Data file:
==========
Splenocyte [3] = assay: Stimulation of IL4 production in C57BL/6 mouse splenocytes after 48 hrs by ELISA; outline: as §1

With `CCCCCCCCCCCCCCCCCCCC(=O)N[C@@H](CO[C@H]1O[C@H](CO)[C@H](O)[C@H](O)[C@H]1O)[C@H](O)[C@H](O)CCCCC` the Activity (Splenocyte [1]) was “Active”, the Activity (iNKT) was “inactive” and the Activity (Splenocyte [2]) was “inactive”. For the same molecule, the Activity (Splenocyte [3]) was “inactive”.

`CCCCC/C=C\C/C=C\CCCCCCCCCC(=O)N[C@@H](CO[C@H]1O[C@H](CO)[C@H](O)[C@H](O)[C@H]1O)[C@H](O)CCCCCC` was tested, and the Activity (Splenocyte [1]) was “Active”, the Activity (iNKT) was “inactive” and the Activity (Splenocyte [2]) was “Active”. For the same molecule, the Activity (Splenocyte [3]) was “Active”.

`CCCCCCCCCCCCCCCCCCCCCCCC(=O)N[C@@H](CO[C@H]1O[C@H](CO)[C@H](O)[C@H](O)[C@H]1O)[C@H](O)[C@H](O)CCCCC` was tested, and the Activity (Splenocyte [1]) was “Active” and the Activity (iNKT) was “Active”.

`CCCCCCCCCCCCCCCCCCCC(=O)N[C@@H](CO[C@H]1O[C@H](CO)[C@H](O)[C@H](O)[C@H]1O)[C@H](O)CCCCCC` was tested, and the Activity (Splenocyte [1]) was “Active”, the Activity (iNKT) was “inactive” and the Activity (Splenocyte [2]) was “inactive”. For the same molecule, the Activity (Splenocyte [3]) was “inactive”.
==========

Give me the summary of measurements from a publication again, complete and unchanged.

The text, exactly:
Splenocyte [3] = assay: Stimulation of IL4 production in C57BL/6 mouse splenocytes after 48 hrs by ELISA; outline: as §1

With `CCCCCCCCCCCCCCCCCCCC(=O)N[C@@H](CO[C@H]1O[C@H](CO)[C@H](O)[C@H](O)[C@H]1O)[C@H](O)[C@H](O)CCCCC` the Activity (Splenocyte [1]) was “Active”, the Activity (iNKT) was “inactive” and the Activity (Splenocyte [2]) was “inactive”. For the same molecule, the Activity (Splenocyte [3]) was “inactive”.

`CCCCC/C=C\C/C=C\CCCCCCCCCC(=O)N[C@@H](CO[C@H]1O[C@H](CO)[C@H](O)[C@H](O)[C@H]1O)[C@H](O)CCCCCC` was tested, and the Activity (Splenocyte [1]) was “Active”, the Activity (iNKT) was “inactive” and the Activity (Splenocyte [2]) was “Active”. For the same molecule, the Activity (Splenocyte [3]) was “Active”.

`CCCCCCCCCCCCCCCCCCCCCCCC(=O)N[C@@H](CO[C@H]1O[C@H](CO)[C@H](O)[C@H](O)[C@H]1O)[C@H](O)[C@H](O)CCCCC` was tested, and the Activity (Splenocyte [1]) was “Active” and the Activity (iNKT) was “Active”.

`CCCCCCCCCCCCCCCCCCCC(=O)N[C@@H](CO[C@H]1O[C@H](CO)[C@H](O)[C@H](O)[C@H]1O)[C@H](O)CCCCCC` was tested, and the Activity (Splenocyte [1]) was “Active”, the Activity (iNKT) was “inactive” and the Activity (Splenocyte [2]) was “inactive”. For the same molecule, the Activity (Splenocyte [3]) was “inactive”.